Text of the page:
- Sarah D. Bunting | Animal Nation | Wed, Aug 1, 2012 9:46 AM EDT | Comments
... A sad-seeming story out of Germany has a happy (and cute) ending: a two-year-old pointer mix, Lejon, has adopted Jojo the lion cub after they met at Stukenbrock's Safari Park.Read More »
Jojo, who's not quite a month old, was separated from his mom shortly after his birth thanks to an umbilical-cord infection; when park staff tried to reintroduce the lions, Mom "shunned" her baby. Staffer Jeanette Wurms said in the Daily Mail that Safari Park workers weren't sure "whether the mother would accept her baby," so "for safety reasons," they were "handraising and bottle feeding" the little cub – and apparently Jojo formed a bond during that time with Wurms's hound, Lejon.
Wurms reported that her little family is teaming up to get Jojo's needs met: "Now he gets fed by hand by me and gets the paternal affection he needs from Lejon." Jojo is a rambunctious youngster; Wurms described Jojo as clambering on the dog, jumping on his head, and biting his fur, but said that Lejon "is very patient" and doesn't disl
- Bridget Marquardt | Animal Nation | Mon, Jul 30, 2012 11:21 AM EDT | Comments
Finding your dog unconscious and not breathing would be a terrifying situation. That's why we brought in pet first aid expert Denise Fleck to show us what we should do if we find ourselves in that situation.
Denise demonstrated, step by step, how to perform CPR and rescue breathing -- the same kind we're taught on humans -- on a dog or cat. We learned how to perform mouth-to-snout rescue breaths, how find our pet's pulse at the femoral artery on the inner thigh, where exactly to locate our pet's heart to begin compressions, and how to perform those compressions on both large and small animals.
Take a look as Denise explains the process, and be sure to check out her website (http://www.sunnydogink.com/) if you're interested in more information on pet first aid.
By WebVet.comIf you were worried that celebrity baby names were starting to sound too normal (Penelope? Maxwell? Peace out Apple and Sparrow!), don't fret -- pet owners are keeping the crazy alive with the unconventional monikers bestowed upon their animals. Veterinary Pet Insurance Co. (VPI) released its list of 2012's 10 Wackiest Dog and Cat Names, which might make your Bella or Max seem a bit boring.
What'd you call me?
Can You Change Your Dog's Name? | Webvet
Make no mistake, these names are far from the most popular: the folks at VPI poured through a list of more than 485,000 insured pets and came out with these gems. (Commentary courtesy of WebVet)
1. Chew Barka: Can't decide if this would be more appropriate for a hairy Newfoundland -- or ironically for a Chihuahua.
2. Nigel Nosewhistle: This guy's owner must be British. Or a Harry Potter enthusiast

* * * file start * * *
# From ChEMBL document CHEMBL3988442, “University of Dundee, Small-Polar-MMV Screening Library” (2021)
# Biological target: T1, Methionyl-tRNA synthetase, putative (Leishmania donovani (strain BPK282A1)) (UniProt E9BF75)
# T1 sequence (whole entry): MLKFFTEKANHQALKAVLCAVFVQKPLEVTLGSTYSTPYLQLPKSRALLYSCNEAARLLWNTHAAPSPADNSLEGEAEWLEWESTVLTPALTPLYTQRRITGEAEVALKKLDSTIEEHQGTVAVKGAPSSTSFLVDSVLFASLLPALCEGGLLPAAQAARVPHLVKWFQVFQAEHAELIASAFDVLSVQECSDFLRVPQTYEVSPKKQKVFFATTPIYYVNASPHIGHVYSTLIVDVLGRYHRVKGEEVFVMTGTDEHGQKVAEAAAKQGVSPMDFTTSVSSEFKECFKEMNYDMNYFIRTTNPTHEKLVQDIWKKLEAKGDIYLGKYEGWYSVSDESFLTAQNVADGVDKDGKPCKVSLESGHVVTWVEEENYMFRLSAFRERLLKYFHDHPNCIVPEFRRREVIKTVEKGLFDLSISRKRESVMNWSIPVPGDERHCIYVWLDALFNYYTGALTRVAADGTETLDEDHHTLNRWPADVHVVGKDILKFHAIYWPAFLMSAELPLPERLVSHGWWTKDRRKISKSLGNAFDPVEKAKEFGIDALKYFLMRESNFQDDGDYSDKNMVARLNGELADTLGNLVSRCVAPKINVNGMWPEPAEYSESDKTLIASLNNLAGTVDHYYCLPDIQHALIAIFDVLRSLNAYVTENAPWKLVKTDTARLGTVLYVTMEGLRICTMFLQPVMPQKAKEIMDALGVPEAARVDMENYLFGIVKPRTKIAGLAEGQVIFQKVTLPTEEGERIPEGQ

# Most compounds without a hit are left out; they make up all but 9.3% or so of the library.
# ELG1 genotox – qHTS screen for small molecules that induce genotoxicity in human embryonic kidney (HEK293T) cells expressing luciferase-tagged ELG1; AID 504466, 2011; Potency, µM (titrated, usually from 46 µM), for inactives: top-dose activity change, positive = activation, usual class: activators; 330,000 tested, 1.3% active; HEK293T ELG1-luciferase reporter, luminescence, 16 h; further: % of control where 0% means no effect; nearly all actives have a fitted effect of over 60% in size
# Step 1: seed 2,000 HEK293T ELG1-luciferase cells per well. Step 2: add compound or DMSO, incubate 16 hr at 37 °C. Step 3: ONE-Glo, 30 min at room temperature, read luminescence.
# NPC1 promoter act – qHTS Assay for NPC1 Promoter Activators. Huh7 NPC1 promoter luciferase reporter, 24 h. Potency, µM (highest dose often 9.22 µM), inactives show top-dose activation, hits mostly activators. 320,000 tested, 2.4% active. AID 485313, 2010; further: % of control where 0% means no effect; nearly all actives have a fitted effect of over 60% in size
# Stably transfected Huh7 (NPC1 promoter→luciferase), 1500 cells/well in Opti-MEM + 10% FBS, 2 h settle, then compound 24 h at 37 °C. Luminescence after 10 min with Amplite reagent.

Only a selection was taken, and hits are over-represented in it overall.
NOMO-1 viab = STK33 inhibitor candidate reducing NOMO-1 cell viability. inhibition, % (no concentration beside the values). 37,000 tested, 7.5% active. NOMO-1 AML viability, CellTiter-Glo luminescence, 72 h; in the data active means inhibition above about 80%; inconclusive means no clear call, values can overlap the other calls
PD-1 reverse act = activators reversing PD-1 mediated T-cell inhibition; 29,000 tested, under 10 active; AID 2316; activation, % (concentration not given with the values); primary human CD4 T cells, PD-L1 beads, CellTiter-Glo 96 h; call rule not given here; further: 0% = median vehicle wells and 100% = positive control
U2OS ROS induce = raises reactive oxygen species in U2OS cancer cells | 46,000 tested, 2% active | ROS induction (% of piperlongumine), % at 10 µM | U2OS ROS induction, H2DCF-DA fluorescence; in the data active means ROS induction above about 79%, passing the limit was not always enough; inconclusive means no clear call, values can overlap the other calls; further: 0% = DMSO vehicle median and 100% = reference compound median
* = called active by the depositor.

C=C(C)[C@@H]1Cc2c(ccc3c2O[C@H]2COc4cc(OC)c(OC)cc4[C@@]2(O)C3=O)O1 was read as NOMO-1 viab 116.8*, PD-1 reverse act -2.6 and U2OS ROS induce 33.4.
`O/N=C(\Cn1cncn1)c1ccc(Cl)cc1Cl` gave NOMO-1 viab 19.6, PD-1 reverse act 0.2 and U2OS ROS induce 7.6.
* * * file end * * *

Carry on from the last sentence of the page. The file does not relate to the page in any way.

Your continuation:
3. Sir Maui Senqkey Schwykle: Dropping the first three parts and leaving it as Schwykle would be wacky enough, and easier to pronoun...Read More »
- Webvet | Animal Nation | Mon, Jul 23, 2012 3:07 PM EDT | Comments
By WebVet.comThere's much said about an Olympic athlete's support team, but it's usually trainers, coaches and parents who get the credit. But behind many good athletes are great dogs, who inspire and motivate their humans to perform super human feats on the field, the mat or in the pool. Here are five of our favorites:
Related: 5 Cats Who Belong In The Olympics
Michael Phelps: Michael Phelps is never satisfied with just one of anything. That's why he has 16 Olympic medals (14 of them gold) -- and two dogs, Herman and Stella. Phelps and Stella were drawn to one another under circumstances unique to celebrities: when both were guests on the Today show. Phelps came into the studios to discuss his training regime, but was smitten with the shelter pup (then named Penelope) who was appearing on the show's "Bow to Wow" segment. The two went for a walk and the rest is history. However, Phelps' mom Debbie assured her son's fans that Stella, a Catahoula mix, gets along great with Michael...Read More »
- Webvet | Animal Nation | Thu, Jul 26, 2012 10:40 AM EDT | Comments
By WebVet.com...Read More »
The first commercially cloned dog has become a father! A Florida couple that paid over $155,000 to clone their beloved Labrador Sir Lancelot after his death have welcomed eight puppies fathered by Lancelot Encore.
And now these miracle puppies could be yours: Nina Otto is keeping one of Lancelot Encore's offspring and selling the other seven online at labraclone.com, which boasts that they are "future pups from the past." She won't publicly reveal how much money one of the genetic anomalies will set you back.
Otto admitted that breeding Lancelot Encore was difficult. In most cases, a mother pays a stud -- but the tables were turned in this case because of her dog's unusual pedigree, and the fact that he is not registered by the American Kennel Club because of his cloned background.
'We needed a female and there were a lot of people that might not have wanted to use a dog that might not have had a pedigree at the time," she explained. Luckily a bitch surfaced, who was
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